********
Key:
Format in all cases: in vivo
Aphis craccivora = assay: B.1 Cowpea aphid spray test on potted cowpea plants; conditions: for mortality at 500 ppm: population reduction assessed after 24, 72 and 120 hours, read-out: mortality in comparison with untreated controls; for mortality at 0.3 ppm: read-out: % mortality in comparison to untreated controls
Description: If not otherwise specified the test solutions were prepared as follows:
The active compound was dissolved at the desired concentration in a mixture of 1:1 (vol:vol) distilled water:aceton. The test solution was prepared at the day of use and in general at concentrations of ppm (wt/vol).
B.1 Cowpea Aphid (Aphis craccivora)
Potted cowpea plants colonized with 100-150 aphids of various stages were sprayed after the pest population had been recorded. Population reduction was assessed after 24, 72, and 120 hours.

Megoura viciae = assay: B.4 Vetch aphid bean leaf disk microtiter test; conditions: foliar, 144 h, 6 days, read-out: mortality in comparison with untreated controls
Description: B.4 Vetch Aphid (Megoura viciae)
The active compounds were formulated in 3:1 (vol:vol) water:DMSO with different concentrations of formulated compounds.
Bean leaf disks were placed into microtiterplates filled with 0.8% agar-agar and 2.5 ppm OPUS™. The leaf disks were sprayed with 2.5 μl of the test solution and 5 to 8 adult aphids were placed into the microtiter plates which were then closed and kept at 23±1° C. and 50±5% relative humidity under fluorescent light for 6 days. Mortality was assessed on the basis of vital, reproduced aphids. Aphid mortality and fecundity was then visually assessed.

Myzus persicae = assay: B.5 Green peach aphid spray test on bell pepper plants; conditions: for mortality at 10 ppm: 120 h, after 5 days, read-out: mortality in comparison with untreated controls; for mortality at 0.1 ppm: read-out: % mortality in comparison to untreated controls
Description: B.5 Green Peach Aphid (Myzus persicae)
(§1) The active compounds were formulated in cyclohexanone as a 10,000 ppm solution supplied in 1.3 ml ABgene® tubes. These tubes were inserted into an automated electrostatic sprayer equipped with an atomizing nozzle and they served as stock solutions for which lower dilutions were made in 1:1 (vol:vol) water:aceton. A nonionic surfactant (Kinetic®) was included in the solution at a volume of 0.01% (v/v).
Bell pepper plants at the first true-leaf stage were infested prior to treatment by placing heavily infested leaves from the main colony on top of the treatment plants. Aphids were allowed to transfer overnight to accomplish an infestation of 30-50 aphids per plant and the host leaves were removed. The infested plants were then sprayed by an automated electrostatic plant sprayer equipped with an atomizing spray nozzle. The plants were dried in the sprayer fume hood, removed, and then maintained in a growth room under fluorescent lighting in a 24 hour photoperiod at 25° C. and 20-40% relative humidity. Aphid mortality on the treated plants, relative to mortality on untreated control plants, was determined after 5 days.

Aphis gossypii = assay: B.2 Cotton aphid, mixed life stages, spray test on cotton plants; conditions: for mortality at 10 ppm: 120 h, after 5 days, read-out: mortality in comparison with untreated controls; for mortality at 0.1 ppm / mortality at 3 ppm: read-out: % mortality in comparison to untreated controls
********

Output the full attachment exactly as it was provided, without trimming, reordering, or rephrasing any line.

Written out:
Key:
Format in all cases: in vivo
Aphis craccivora = assay: B.1 Cowpea aphid spray test on potted cowpea plants; conditions: for mortality at 500 ppm: population reduction assessed after 24, 72 and 120 hours, read-out: mortality in comparison with untreated controls; for mortality at 0.3 ppm: read-out: % mortality in comparison to untreated controls
Description: If not otherwise specified the test solutions were prepared as follows:
The active compound was dissolved at the desired concentration in a mixture of 1:1 (vol:vol) distilled water:aceton. The test solution was prepared at the day of use and in general at concentrations of ppm (wt/vol).
B.1 Cowpea Aphid (Aphis craccivora)
Potted cowpea plants colonized with 100-150 aphids of various stages were sprayed after the pest population had been recorded. Population reduction was assessed after 24, 72, and 120 hours.

Megoura viciae = assay: B.4 Vetch aphid bean leaf disk microtiter test; conditions: foliar, 144 h, 6 days, read-out: mortality in comparison with untreated controls
Description: B.4 Vetch Aphid (Megoura viciae)
The active compounds were formulated in 3:1 (vol:vol) water:DMSO with different concentrations of formulated compounds.
Bean leaf disks were placed into microtiterplates filled with 0.8% agar-agar and 2.5 ppm OPUS™. The leaf disks were sprayed with 2.5 μl of the test solution and 5 to 8 adult aphids were placed into the microtiter plates which were then closed and kept at 23±1° C. and 50±5% relative humidity under fluorescent light for 6 days. Mortality was assessed on the basis of vital, reproduced aphids. Aphid mortality and fecundity was then visually assessed.

Myzus persicae = assay: B.5 Green peach aphid spray test on bell pepper plants; conditions: for mortality at 10 ppm: 120 h, after 5 days, read-out: mortality in comparison with untreated controls; for mortality at 0.1 ppm: read-out: % mortality in comparison to untreated controls
Description: B.5 Green Peach Aphid (Myzus persicae)
(§1) The active compounds were formulated in cyclohexanone as a 10,000 ppm solution supplied in 1.3 ml ABgene® tubes. These tubes were inserted into an automated electrostatic sprayer equipped with an atomizing nozzle and they served as stock solutions for which lower dilutions were made in 1:1 (vol:vol) water:aceton. A nonionic surfactant (Kinetic®) was included in the solution at a volume of 0.01% (v/v).
Bell pepper plants at the first true-leaf stage were infested prior to treatment by placing heavily infested leaves from the main colony on top of the treatment plants. Aphids were allowed to transfer overnight to accomplish an infestation of 30-50 aphids per plant and the host leaves were removed. The infested plants were then sprayed by an automated electrostatic plant sprayer equipped with an atomizing spray nozzle. The plants were dried in the sprayer fume hood, removed, and then maintained in a growth room under fluorescent lighting in a 24 hour photoperiod at 25° C. and 20-40% relative humidity. Aphid mortality on the treated plants, relative to mortality on untreated control plants, was determined after 5 days.

Aphis gossypii = assay: B.2 Cotton aphid, mixed life stages, spray test on cotton plants; conditions: for mortality at 10 ppm: 120 h, after 5 days, read-out: mortality in comparison with untreated controls; for mortality at 0.1 ppm / mortality at 3 ppm: read-out: % mortality in comparison to untreated controls